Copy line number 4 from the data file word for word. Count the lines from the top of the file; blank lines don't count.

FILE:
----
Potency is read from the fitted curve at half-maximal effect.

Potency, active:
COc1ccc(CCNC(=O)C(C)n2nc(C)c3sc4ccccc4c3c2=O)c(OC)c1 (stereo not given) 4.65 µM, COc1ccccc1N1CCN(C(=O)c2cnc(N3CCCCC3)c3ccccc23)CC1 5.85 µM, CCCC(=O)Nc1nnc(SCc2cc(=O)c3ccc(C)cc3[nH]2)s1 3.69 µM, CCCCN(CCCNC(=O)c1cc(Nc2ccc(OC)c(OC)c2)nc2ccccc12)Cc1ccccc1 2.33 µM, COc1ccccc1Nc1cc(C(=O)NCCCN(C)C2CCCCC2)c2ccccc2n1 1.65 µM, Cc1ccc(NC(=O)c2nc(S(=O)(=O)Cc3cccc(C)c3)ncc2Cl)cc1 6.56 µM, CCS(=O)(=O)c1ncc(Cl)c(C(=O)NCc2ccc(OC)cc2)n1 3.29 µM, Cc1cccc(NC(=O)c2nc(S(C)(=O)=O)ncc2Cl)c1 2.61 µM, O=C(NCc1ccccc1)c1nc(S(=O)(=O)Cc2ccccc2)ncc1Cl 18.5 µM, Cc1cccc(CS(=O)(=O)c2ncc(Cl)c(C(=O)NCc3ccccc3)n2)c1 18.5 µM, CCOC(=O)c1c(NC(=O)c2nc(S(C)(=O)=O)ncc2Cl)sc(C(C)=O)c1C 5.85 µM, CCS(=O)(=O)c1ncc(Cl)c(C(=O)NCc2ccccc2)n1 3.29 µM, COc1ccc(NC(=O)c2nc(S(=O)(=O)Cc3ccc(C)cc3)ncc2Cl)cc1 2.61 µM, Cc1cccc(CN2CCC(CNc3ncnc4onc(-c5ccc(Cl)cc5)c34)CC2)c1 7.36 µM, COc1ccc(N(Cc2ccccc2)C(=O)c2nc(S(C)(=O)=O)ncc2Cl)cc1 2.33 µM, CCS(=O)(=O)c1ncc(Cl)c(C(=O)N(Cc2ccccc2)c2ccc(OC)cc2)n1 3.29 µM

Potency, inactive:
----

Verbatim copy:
Potency, inactive: